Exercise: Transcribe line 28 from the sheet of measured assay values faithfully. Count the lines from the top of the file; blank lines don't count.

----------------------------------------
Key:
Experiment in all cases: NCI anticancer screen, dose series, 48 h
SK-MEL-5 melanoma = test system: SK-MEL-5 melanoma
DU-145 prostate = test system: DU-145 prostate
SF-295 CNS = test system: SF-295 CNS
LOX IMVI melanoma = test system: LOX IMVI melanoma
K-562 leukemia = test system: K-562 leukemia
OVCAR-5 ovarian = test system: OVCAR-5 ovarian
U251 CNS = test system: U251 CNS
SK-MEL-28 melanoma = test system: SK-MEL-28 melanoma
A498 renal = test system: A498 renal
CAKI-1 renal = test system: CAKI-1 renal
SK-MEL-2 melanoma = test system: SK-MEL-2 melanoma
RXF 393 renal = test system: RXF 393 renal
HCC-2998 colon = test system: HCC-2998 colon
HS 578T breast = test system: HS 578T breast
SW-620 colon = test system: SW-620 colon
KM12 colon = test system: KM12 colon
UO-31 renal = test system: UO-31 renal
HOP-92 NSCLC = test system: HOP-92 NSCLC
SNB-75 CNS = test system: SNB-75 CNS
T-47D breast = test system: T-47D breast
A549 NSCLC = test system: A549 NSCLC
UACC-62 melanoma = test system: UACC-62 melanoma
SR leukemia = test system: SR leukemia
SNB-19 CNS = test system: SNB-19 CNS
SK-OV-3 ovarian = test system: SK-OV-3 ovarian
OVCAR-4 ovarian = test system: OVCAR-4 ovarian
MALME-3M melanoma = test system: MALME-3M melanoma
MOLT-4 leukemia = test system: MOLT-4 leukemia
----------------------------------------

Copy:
OVCAR-4 ovarian = test system: OVCAR-4 ovarian